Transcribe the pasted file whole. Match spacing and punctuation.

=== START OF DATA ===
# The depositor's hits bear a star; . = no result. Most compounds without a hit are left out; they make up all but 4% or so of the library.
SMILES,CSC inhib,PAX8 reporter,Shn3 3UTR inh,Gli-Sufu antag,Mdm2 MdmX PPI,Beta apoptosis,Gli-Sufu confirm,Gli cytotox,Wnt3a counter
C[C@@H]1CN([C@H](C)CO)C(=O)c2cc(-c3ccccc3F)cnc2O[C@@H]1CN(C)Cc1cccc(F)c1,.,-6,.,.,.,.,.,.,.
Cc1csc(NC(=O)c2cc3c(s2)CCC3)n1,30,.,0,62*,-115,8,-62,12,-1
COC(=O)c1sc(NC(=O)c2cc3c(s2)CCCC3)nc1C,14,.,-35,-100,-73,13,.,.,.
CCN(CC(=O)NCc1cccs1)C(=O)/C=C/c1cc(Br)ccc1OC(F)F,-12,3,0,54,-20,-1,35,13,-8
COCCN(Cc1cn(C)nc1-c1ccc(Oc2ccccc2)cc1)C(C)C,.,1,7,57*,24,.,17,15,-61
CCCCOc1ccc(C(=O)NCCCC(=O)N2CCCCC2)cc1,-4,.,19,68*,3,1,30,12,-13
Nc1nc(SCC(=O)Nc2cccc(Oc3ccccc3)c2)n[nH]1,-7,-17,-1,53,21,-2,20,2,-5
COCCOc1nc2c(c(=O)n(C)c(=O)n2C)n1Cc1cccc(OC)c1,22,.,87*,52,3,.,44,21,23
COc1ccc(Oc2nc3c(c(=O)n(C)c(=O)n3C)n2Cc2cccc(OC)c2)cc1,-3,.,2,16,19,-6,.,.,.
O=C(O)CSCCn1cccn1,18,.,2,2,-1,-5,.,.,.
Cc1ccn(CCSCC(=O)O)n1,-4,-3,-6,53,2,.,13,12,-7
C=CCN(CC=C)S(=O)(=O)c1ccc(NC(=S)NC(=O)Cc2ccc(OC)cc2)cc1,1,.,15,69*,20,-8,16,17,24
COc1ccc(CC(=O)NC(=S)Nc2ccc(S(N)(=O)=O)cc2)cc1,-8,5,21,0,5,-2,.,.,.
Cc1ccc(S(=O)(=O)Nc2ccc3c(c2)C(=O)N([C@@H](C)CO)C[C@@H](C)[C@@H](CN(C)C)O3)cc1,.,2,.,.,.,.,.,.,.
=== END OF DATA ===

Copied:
# The depositor's hits bear a star; . = no result. Most compounds without a hit are left out; they make up all but 4% or so of the library.
SMILES,CSC inhib,PAX8 reporter,Shn3 3UTR inh,Gli-Sufu antag,Mdm2 MdmX PPI,Beta apoptosis,Gli-Sufu confirm,Gli cytotox,Wnt3a counter
C[C@@H]1CN([C@H](C)CO)C(=O)c2cc(-c3ccccc3F)cnc2O[C@@H]1CN(C)Cc1cccc(F)c1,.,-6,.,.,.,.,.,.,.
Cc1csc(NC(=O)c2cc3c(s2)CCC3)n1,30,.,0,62*,-115,8,-62,12,-1
COC(=O)c1sc(NC(=O)c2cc3c(s2)CCCC3)nc1C,14,.,-35,-100,-73,13,.,.,.
CCN(CC(=O)NCc1cccs1)C(=O)/C=C/c1cc(Br)ccc1OC(F)F,-12,3,0,54,-20,-1,35,13,-8
COCCN(Cc1cn(C)nc1-c1ccc(Oc2ccccc2)cc1)C(C)C,.,1,7,57*,24,.,17,15,-61
CCCCOc1ccc(C(=O)NCCCC(=O)N2CCCCC2)cc1,-4,.,19,68*,3,1,30,12,-13
Nc1nc(SCC(=O)Nc2cccc(Oc3ccccc3)c2)n[nH]1,-7,-17,-1,53,21,-2,20,2,-5
COCCOc1nc2c(c(=O)n(C)c(=O)n2C)n1Cc1cccc(OC)c1,22,.,87*,52,3,.,44,21,23
COc1ccc(Oc2nc3c(c(=O)n(C)c(=O)n3C)n2Cc2cccc(OC)c2)cc1,-3,.,2,16,19,-6,.,.,.
O=C(O)CSCCn1cccn1,18,.,2,2,-1,-5,.,.,.
Cc1ccn(CCSCC(=O)O)n1,-4,-3,-6,53,2,.,13,12,-7
C=CCN(CC=C)S(=O)(=O)c1ccc(NC(=S)NC(=O)Cc2ccc(OC)cc2)cc1,1,.,15,69*,20,-8,16,17,24
COc1ccc(CC(=O)NC(=S)Nc2ccc(S(N)(=O)=O)cc2)cc1,-8,5,21,0,5,-2,.,.,.
Cc1ccc(S(=O)(=O)Nc2ccc3c(c2)C(=O)N([C@@H](C)CO)C[C@@H](C)[C@@H](CN(C)C)O3)cc1,.,2,.,.,.,.,.,.,.